British Foreign Secretary David Miliband was stronger, suggesting sanctions could be a next consideration in a statement saying the six powers remained committed to their "dual track" policy — a term alluding to attempts to engage Iran diplomatically but to turn to sanctions should the first track fail.

"We are waiting for Iran to respond meaningfully," he said. "But if it is clear that Iran has chosen not to do so, we will have no alternative but to consider further pressure on Iran, in line with the dual track policy we have been pursuing."

Strong support for the resolution at the meeting was also notable. Only three nations — Cuba, Venezuela and Malaysia — voted against the document, with six abstentions and one member absent.

That meant even most nonaligned IAEA board members abandoned Tehran, despite their traditional backing of the Islamic Republic.

The diplomats who reported the vote spoke on condition of anonymity Friday because of the sensitivity of the situation.

A separate resolution — a Russian initiative to establish an international nuclear fuel bank under IAEA oversight — was passed with 23 nations for, eight against, three abstentions and one nation absent. The opposed votes came from developing nations that fear such a fuel bank, meant to place uranium enrichment under international control, could impinge on their rights to develop indigenous nuclear programs.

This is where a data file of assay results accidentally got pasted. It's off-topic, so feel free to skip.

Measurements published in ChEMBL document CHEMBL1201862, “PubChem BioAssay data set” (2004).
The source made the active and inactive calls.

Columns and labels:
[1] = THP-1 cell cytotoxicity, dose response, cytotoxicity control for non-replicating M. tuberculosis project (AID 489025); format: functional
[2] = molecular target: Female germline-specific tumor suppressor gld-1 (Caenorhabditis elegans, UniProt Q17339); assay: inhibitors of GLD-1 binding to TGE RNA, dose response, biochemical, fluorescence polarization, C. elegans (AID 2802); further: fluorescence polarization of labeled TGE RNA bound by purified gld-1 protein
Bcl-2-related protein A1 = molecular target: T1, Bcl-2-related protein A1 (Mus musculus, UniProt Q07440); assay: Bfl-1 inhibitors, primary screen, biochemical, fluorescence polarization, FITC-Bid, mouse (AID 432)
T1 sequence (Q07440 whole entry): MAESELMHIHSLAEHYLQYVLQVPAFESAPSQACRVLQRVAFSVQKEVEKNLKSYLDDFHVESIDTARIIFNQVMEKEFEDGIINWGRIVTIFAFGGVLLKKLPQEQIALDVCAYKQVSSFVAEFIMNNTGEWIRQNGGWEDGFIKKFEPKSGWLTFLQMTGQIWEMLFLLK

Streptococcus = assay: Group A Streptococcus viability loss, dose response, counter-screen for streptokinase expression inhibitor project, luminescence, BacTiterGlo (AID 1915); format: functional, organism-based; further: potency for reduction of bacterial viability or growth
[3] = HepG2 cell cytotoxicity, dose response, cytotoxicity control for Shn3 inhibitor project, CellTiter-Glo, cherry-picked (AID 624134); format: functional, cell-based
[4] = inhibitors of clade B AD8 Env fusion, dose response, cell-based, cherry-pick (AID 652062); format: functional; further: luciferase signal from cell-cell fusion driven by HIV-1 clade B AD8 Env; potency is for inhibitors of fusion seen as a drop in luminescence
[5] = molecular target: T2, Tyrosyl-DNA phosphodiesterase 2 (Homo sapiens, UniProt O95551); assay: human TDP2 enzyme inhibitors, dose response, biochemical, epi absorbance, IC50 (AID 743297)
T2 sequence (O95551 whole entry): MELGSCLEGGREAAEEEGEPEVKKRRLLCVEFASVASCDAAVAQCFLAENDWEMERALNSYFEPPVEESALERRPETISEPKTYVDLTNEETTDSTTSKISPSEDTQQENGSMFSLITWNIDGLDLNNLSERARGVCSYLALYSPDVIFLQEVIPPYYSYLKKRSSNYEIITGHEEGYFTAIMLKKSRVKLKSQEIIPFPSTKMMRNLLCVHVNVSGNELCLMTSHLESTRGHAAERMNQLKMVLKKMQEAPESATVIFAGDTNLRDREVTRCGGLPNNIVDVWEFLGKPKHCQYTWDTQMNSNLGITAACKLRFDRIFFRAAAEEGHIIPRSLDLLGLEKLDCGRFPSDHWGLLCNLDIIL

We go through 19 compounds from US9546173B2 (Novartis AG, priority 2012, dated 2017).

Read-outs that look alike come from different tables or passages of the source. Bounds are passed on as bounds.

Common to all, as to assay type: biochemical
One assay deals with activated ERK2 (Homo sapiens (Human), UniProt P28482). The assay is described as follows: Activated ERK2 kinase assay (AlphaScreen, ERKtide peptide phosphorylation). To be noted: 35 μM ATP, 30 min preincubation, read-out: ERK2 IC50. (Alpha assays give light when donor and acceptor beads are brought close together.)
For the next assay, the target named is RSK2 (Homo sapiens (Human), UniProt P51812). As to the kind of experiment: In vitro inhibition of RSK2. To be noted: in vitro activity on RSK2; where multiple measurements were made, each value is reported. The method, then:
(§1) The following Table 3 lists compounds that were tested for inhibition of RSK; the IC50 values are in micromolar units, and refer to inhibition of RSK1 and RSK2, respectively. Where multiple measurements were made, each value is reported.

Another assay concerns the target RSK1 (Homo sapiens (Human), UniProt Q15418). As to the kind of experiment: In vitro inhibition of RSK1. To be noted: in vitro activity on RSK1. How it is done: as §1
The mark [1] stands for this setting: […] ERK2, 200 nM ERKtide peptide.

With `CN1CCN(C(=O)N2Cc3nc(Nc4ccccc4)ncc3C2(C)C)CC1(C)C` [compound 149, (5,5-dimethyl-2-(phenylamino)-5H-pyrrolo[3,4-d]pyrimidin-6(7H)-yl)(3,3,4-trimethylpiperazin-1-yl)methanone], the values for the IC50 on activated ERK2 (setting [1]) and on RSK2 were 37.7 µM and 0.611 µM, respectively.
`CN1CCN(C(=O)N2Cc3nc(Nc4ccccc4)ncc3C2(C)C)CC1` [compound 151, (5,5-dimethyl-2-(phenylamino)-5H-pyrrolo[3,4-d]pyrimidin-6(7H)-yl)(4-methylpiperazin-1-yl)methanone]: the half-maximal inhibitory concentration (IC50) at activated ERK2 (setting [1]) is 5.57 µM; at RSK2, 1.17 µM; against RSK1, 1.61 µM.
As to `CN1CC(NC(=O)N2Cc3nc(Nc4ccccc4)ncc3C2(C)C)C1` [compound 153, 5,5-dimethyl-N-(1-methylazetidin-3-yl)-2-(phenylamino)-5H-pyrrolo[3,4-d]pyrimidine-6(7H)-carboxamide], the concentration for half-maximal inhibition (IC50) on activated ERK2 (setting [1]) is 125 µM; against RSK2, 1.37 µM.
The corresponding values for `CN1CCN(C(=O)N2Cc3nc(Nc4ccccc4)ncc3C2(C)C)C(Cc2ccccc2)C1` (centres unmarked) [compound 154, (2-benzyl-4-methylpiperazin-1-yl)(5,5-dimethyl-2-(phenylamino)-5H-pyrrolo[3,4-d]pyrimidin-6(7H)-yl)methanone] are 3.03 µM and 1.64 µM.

Iran argues that attacks on its nuclear program are an assault on the rights of developing nations to create their own peaceful nuclear energy network. The United States and other nations believe Iran's nuclear program has the goal of creating nuclear weapons.

The IAEA resolution criticized Iran for defying a U.N. Security Council ban on uranium enrichment — the source of both nuclear fuel and the fissile core of warheads.

It also censured Iran for secretly building a uranium enrichment facility and demanded that it immediately suspend further construction. It noted that IAEA chief Mohamed ElBaradei cannot confirm that Tehran's nuclear program is exclusively geared toward peaceful uses, and expressed "serious concern" that Iranian stonewalling of an IAEA probe means "the possibility of military dimensions to Iran's nuclear program" cannot be excluded.

Ali Asghar Soltanieh, Iran's chief delegate to the IAEA, shrugged off the vote, telling reporters: "I am relaxed."

Separately, in remarks to the closed meeting made available to reporters, he declared that "neither resolutions of the board of governors nor those of the United Nations Security Council ... neither sanctions nor the treat of military attacks, can interrupt peaceful nuclear activities in Iran, even a second," he told the closed meeting, in remarks made available to reporters.

In a letter to ElBaradei, Soltanieh suggested his country could in future further restrict IAEA access to its nuclear activities, arguing that leaks to the media of confidential information "pose security threat(s) against the Islamic Republic of Iran's nuclear facilities and activities."

(Agencies)